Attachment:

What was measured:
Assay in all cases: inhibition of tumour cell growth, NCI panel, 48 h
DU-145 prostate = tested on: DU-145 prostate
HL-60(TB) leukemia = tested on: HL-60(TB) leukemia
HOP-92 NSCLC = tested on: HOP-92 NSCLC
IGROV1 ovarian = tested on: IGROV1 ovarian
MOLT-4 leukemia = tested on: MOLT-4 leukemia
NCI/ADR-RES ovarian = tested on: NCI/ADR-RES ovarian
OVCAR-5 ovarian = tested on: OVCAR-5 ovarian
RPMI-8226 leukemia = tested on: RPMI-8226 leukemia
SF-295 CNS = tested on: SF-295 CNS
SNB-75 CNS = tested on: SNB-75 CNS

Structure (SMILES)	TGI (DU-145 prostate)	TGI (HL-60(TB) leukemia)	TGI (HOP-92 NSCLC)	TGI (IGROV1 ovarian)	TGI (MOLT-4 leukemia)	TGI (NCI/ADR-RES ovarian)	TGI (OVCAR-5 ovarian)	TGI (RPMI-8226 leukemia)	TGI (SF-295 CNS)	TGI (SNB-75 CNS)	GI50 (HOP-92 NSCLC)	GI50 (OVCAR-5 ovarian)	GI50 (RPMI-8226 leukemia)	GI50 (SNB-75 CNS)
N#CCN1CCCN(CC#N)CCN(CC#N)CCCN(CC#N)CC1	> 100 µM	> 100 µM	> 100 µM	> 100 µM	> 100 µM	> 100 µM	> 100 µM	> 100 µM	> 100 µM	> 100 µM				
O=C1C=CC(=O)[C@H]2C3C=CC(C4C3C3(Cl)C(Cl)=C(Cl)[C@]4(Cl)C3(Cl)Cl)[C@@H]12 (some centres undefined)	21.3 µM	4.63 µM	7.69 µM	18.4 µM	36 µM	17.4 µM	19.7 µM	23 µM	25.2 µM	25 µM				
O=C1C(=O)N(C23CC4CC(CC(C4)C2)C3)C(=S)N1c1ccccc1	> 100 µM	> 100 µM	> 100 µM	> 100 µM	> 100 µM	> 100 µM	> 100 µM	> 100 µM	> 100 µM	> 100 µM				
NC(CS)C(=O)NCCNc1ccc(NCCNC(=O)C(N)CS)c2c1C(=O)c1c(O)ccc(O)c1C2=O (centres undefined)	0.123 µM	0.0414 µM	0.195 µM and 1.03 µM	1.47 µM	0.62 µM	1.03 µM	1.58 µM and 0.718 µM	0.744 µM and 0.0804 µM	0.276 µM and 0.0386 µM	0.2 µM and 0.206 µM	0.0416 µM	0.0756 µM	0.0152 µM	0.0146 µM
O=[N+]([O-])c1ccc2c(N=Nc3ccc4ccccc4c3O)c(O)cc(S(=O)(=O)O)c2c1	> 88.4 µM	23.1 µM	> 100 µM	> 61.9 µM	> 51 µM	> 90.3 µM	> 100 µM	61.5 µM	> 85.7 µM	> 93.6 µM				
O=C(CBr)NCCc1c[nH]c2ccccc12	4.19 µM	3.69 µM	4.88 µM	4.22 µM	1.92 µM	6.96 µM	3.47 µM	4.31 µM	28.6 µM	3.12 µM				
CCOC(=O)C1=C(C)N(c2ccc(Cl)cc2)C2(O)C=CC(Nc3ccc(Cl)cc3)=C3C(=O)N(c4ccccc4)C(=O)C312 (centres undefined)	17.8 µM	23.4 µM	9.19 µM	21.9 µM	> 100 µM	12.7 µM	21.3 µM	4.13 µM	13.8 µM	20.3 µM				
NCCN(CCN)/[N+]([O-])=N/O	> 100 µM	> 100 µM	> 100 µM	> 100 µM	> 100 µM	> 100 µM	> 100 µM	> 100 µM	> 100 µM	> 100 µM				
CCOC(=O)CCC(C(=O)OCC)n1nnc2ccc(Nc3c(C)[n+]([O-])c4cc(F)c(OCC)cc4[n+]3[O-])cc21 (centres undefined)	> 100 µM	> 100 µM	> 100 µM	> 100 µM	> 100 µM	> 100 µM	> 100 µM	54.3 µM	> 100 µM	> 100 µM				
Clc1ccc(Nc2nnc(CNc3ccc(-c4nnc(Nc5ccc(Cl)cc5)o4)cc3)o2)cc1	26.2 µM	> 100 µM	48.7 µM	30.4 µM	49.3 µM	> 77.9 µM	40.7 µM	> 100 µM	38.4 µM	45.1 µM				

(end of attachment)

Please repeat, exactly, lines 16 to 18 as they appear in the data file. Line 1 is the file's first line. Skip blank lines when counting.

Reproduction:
O=C1C(=O)N(C23CC4CC(CC(C4)C2)C3)C(=S)N1c1ccccc1	> 100 µM	> 100 µM	> 100 µM	> 100 µM	> 100 µM	> 100 µM	> 100 µM	> 100 µM	> 100 µM	> 100 µM				
NC(CS)C(=O)NCCNc1ccc(NCCNC(=O)C(N)CS)c2c1C(=O)c1c(O)ccc(O)c1C2=O (centres undefined)	0.123 µM	0.0414 µM	0.195 µM and 1.03 µM	1.47 µM	0.62 µM	1.03 µM	1.58 µM and 0.718 µM	0.744 µM and 0.0804 µM	0.276 µM and 0.0386 µM	0.2 µM and 0.206 µM	0.0416 µM	0.0756 µM	0.0152 µM	0.0146 µM
O=[N+]([O-])c1ccc2c(N=Nc3ccc4ccccc4c3O)c(O)cc(S(=O)(=O)O)c2c1	> 88.4 µM	23.1 µM	> 100 µM	> 61.9 µM	> 51 µM	> 90.3 µM	> 100 µM	61.5 µM	> 85.7 µM	> 93.6 µM				